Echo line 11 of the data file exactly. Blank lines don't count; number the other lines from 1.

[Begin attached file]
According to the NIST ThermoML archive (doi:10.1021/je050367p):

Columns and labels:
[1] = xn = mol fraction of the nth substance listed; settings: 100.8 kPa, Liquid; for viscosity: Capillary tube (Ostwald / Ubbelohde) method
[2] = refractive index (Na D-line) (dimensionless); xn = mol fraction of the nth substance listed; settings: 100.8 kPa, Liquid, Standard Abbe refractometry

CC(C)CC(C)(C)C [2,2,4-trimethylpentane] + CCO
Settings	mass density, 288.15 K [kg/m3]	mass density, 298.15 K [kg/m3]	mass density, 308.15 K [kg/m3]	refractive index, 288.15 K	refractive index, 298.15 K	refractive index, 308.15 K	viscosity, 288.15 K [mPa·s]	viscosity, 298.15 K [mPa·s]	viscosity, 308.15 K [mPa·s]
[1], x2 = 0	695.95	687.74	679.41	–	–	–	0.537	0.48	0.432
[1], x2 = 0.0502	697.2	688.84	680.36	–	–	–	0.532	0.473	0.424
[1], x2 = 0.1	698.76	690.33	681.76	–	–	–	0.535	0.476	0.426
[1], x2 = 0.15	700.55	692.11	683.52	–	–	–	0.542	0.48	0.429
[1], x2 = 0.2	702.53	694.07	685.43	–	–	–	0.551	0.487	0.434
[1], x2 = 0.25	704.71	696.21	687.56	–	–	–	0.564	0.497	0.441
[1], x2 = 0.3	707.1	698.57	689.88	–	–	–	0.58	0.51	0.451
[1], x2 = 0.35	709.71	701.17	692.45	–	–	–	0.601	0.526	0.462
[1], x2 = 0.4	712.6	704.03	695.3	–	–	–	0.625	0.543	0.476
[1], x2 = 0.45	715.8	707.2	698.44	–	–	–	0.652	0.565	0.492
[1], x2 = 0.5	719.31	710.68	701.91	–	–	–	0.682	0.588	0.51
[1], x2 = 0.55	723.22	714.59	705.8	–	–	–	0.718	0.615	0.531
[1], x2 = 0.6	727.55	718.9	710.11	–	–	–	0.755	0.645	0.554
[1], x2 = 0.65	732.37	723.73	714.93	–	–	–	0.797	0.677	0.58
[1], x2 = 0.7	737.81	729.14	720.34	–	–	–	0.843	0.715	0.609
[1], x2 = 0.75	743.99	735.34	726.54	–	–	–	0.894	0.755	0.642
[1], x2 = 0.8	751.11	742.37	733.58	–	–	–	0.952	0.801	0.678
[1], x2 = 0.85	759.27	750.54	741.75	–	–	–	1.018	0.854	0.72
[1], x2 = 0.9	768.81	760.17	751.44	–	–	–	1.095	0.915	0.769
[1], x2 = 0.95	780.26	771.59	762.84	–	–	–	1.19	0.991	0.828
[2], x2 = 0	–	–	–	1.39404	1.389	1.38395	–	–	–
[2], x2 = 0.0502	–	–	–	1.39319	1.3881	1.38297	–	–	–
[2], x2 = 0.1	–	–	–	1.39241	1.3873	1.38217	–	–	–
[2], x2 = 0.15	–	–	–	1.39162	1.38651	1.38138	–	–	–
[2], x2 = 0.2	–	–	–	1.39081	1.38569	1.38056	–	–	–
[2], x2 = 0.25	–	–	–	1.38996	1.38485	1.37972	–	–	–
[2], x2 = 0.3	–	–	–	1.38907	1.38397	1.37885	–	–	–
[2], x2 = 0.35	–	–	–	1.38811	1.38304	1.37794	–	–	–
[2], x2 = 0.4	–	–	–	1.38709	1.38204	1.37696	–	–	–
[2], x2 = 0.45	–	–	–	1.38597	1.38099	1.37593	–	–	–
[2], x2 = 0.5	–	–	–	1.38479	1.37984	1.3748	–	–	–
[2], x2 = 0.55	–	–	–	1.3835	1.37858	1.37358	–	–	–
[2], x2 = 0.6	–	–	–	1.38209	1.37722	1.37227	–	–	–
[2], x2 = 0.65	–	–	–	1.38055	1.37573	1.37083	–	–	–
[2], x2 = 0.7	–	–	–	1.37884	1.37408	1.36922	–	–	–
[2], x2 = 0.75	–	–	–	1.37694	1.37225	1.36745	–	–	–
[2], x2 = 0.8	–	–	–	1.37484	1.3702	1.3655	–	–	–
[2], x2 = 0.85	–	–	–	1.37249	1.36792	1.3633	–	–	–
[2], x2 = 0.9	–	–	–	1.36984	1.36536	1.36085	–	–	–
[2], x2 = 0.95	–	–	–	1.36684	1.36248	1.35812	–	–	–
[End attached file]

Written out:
[1], x2 = 0.2	702.53	694.07	685.43	–	–	–	0.551	0.487	0.434